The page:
Colors connect us all, bringing vibrancy to our lives.
Although colors are inherently visual, we attribute emotions, smells, tastes, and symbolism to them, and it is these senses that guide us through new adventures.
Kyoto Prefecture, renowned for its traditional Japanese culture, is celebrated for its temples, shrines, charming countryside, exquisite food, and more, making it one of Japan’s top destinations. For a unique shift in perspective, let us adventure through Kyoto with colors as our guide. You may find yourself appreciating details and feelings you had not noticed before.
While white (shiro) is often related to death and mourning in Japan, it is also a symbol of purity. White absorbs light and is a reflection of all colors, presenting as a bright, yet simple shade. Refresh your senses with this brilliant hue.
Nijo Castle (or Nijo-jo), built in 1603, was the Kyoto residence of Tokugawa Ieyasu, the first Shogun of the Edo Period. The castle’s gardens, intricate gates, grand palaces, tea houses, moats, and more make it a rainbow of colors in itself. However, perched atop the outer stone walls and across the moat stand the imposing east gate, southwest watchtower, and southeast watchtower, all of which shine white. These famous landmarks sport dark curved roofs that accentuate the plain facades. White accents are also interspersed throughout the castle’s design and shine even more brightly than their golden counterparts.
For an introspective and zen experience, visit Ryoanji Temple, which is home to Japan’s best-known rock garden. Ryoanji was converted into a temple in 1450 and belongs to the Myoshinji school of the Rinzai sect of Zen Buddhism. The meticulous display of raked white pebbles is interspersed with 15 large-to-medium sized stones. The larger rocks are strategically placed so you can only observe 14 rocks at one time, no matter your positioning. Although the meaning of the garden is unclear, the pure landscape of carefully arranged stones facilitates peace and self-reflection.
Yudofu is a Kyoto food specialty and, in its simplest form, is made by simmering tofu in water flavored with dried kelp. The freshly made silken tofu is often paired with scallions, grated daikon radish, and dipping sauces, such as soy or ponzu sauce. The tofu’s soft texture is compared to that of custard, and its warmth creates a cozy dining experience. Visit one of Kyoto’s many yudofu restaurants and embrace the simplicity of the meal.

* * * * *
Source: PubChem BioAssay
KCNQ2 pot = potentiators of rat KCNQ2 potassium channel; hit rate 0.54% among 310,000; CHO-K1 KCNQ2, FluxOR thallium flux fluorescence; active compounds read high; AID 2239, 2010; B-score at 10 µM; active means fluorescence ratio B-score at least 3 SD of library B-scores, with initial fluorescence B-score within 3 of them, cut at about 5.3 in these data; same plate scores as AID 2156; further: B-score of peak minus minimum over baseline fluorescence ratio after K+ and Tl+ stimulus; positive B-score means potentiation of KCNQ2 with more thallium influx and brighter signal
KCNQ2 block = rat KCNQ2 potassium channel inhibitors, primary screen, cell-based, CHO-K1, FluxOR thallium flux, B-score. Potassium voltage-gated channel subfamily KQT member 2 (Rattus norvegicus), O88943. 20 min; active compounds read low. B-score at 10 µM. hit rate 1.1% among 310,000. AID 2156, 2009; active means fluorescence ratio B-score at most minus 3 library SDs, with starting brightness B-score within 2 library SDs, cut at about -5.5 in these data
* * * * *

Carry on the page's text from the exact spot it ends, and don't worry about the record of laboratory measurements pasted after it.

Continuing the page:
Geisha and Maiko
Geisha, also called geiko, and maiko (geisha in training) are women entertainers who are highly skilled in traditional Japanese hospitality. These young women are known for their white face makeup, red lips, beautiful kimono, and intricately styled hair. As Kyoto is the heart of Japan’s geisha society, it is a popular spot for visitors to dine with, watch, dress up, or simply glimpse these elusive entertainers. The women’s white-painted faces are recognizable internationally and are a symbol of elegance.
In Japan, black (kuro) traditionally means death, destruction, mourning, power, and evil. By definition, black is the absence of light and, thus, has a mysterious quality to it, which can be attributed to its likeness to the night. Kyoto’s nightlife offers a unique juxtaposition of traditional ambiences and modern, high-energy vibes.
Immerse yourself in the alluring qualities of night by taking a stroll down Kyoto’s famous alley, Pontocho. This narrow street, paved with stones and lined with dining establishments, features traditional wooden architecture set aglow by soft lantern light. Restaurants on the eastern side of the alleyway sit along the Kamo River. As most establishments open around 5 pm, the street truly comes to life at night. Pontocho offers a range of restaurants, bars, and shops with varying price points. However, the street is most well known for its highly exclusive tea houses and is a common place to spot geisha making their way to appointments.
Kurama Fire Festival
Kurama, a rural mountain town north of Kyoto City, is home to a unique festival and powerful display of fire. Every year, the townspeople reenact the 940 relocation of Yuki-jinja Shrine from Kyoto to Kurama in which locals lit fires to help guide the deities to their new location. Once the sun sets on October 22nd, children, teenagers, and men parade through the village in traditional clothing carrying torches and later, mikoshi (portable shrines). Some of the larger torches can weigh up to 80 kilograms! The contrast of the flames against the black night along with the contagious energy of festival goers creates an awe-inspiring experience.
After your fill of traditional fun, have a drink and party the night away at Kyoto’s bars, night clubs, and live music spots. These establishments range from cozy bar environments with live music to heart-pounding night club scenes. Do not forget karaoke either! With darkness as a cover, let go of your inhibitions and create a night you will not (or maybe will) forget.
Red (aka) is a frequently used and powerful color in Japan. The fiery color is associated with energy, heat, power, love, and passion, and is commonly used in temples as it is said to protect people from evil. Kyoto’s brilliant red temples and shrines are some of its greatest wonders and, with the changing seasons, Kyoto offers phenomenal spots to view the autumn leaves.
Fushimi Inari Shrine
Journey through a vermilion tunnel of more than 10,000 tightly packed torii gates up a forested mountainside. These iconic gates, called Senbon Torii, are the most popular sight at Kyoto’s Fushimi Inari Shrine. The ancient shrine has roots in the eighth century and is dedicated to Inari, the Shinto god of good harvest and business. The main shrine grounds are located at the base of Mount Inari and feature gorgeous shrine structures and fox (kitsune) statues.
Senbon Torii begins at the back of the shrine. The entire hike to and from the summit takes about two to three hours. Alternatively, many individuals choose to hike halfway up the mountain to a lookout point that has a restaurant, souvenir shop, and exceptional views of Kyoto.